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I miss a lot of things about being in the church building for worship — the community and fellowship, the communal hearing of the choir as its members open our hearts to receive the ever-present Holy Spirit and the energy of a multitude of epiphanies as the pastor brings forth the good news in God’s word.
But what I miss most is something that rarely happened on Sundays and never when others were present. I miss sitting alone in the sanctuary, taking in the prayers, the miracles, the heartbreaks, the troubles and triumphs that stay in the room after the people leave and going to the altar in prayer.
Over the years, God has helped me find this time. As a young person, I would run upstairs to the sanctuary right after choir rehearsal on Thursdays to sit on the steps of the altar. As an agnostic college student wrestling with various religions and not understanding the value of relationship, I would stand at the altar of Duke Chapel and take in its beauty, praying for the families of the hands that created such majesty and the ones charged with maintaining it.
I joined my church in Baltimore because I would explore the building while my son had Cub Scout meetings. Eventually I ended up in the formal sanctuary, but not before finding the gymnasium where the praise band held rehearsals and contemporary service was held on Sunday mornings.
And when I moved back to North Carolina and finally found a church, I looked forward to the Wednesdays when I worked on the books in the church and had some time to sit, to kneel and even to lie on my face at the altar.
Now that we are learning the very necessary skill of touching and agreeing in prayer from a distance, the altar in my house is wherever I stop to pray. I pray for my family and friends, my neighborhood and community, our leaders and our world. I lay my personal burdens down. I present my issues, my shortcomings and my decisions before God.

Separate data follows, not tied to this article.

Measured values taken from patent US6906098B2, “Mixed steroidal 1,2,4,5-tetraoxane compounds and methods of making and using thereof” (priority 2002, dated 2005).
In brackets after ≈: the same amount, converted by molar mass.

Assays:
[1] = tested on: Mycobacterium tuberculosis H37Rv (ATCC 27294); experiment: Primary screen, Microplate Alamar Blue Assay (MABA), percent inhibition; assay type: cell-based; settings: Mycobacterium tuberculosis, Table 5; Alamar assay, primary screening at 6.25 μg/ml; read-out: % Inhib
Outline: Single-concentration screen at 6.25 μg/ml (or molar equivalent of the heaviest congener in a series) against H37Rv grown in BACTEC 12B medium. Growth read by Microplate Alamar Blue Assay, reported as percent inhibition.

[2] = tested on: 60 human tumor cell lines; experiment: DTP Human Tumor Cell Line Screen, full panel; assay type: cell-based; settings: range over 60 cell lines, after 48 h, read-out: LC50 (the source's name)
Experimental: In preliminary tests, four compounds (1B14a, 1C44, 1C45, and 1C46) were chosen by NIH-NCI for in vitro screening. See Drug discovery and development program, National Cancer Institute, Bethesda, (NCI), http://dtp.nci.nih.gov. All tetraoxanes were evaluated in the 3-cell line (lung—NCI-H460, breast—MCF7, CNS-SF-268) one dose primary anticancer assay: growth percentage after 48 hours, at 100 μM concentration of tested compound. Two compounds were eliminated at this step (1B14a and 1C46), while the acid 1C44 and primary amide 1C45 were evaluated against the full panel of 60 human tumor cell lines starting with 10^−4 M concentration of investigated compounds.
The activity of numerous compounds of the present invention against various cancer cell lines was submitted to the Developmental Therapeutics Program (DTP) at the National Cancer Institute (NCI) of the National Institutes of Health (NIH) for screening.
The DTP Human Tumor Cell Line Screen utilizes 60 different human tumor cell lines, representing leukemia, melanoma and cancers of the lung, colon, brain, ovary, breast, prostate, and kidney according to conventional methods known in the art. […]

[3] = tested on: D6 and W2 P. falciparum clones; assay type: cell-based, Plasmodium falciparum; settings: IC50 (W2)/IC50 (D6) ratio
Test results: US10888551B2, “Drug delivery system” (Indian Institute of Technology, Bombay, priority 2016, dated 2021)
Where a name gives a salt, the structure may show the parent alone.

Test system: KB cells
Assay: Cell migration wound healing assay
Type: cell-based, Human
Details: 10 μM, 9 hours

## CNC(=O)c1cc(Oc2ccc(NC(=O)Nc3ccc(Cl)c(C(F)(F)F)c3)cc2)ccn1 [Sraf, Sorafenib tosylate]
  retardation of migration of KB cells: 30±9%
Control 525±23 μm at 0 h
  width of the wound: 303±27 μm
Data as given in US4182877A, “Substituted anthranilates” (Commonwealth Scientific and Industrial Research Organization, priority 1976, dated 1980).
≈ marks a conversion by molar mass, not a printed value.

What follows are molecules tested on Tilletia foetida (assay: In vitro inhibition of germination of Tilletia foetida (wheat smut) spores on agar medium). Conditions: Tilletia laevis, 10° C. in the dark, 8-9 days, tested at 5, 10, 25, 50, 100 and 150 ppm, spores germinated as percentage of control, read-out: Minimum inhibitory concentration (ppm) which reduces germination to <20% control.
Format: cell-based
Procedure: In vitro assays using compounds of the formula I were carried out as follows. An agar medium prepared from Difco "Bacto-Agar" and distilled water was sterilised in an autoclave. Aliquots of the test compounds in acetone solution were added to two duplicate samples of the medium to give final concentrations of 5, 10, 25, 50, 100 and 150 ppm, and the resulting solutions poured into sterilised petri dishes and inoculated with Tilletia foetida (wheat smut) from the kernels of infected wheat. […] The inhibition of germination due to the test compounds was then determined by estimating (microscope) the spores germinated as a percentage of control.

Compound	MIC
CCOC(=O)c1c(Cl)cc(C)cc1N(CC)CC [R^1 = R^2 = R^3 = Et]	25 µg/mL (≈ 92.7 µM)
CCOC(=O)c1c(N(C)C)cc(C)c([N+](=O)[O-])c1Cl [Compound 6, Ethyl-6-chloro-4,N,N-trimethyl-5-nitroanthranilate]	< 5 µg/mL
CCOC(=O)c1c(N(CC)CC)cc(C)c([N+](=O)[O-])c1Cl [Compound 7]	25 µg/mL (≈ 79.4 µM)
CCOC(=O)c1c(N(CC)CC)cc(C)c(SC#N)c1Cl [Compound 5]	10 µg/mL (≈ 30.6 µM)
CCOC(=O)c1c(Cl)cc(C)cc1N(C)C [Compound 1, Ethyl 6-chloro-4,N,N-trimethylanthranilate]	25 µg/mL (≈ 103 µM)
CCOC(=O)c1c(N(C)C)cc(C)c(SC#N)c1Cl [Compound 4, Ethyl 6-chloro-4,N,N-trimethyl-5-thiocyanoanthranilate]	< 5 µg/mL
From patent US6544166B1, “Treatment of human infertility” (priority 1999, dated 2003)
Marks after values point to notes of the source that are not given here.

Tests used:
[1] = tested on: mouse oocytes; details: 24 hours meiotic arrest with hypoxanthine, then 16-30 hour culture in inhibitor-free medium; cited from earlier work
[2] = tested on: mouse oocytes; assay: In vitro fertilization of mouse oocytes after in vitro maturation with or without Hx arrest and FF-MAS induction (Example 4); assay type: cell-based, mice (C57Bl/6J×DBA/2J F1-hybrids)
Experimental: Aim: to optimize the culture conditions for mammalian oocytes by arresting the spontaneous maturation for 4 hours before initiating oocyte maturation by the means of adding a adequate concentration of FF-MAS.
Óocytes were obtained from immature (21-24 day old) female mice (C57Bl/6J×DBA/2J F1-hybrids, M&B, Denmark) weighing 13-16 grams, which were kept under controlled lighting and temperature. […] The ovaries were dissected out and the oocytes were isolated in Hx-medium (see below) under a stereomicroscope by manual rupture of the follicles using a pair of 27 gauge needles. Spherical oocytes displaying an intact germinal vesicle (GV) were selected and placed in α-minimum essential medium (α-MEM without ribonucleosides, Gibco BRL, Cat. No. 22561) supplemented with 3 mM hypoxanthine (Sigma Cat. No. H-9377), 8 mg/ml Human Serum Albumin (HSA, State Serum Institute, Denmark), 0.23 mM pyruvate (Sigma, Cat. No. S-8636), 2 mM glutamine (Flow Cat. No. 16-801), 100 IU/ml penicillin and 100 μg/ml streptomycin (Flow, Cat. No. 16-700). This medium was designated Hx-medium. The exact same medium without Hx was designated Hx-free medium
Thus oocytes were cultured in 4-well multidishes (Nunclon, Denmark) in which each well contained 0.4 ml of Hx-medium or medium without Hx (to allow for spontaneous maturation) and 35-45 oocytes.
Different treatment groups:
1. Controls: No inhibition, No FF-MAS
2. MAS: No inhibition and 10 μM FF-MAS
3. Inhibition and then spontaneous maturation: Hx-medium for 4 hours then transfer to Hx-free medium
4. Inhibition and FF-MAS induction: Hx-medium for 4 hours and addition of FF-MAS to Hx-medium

One of the hardest things I have learned since bringing the altar home is not only to lay down my burdens but to lay down my self-reliance and the idea that God needs my help to do His work. Contrary to the hackneyed adage, God is not the co-pilot in our lives. Neither are we.
How humbling to realize that we are not equipped to even be the co-pilot in our own lives. We don’t have the vision to see ahead, and we can’t navigate the controls. What I have learned at the altar of my home is that I have to lay down my flight plan along with my burdens. I have learned that an ill-equipped person attempting to be a co-pilot is a horrible passenger and can throw the whole plane into a crisis.
From my altar at home, I have learned that God gives instruction as necessary, and all we are asked to do is follow His directions. Lay down the maps, the tools, the shortcuts and our ideas about what we perceive is the right way. He’s taking us where He wants us, and if we simply follow His directions without trying to provide feedback, we’ll safely arrive at our destination.
The altar is waiting for us to finally put everything down.
LaMonique Hamilton is a Wilson resident and former Times reporter and copy editor. She is the national deputy director of communications for Repairers of the Breach and the Poor People’s Campaign: A National Call for Moral Revival and blogs about arts and culture at iamlamonique.com.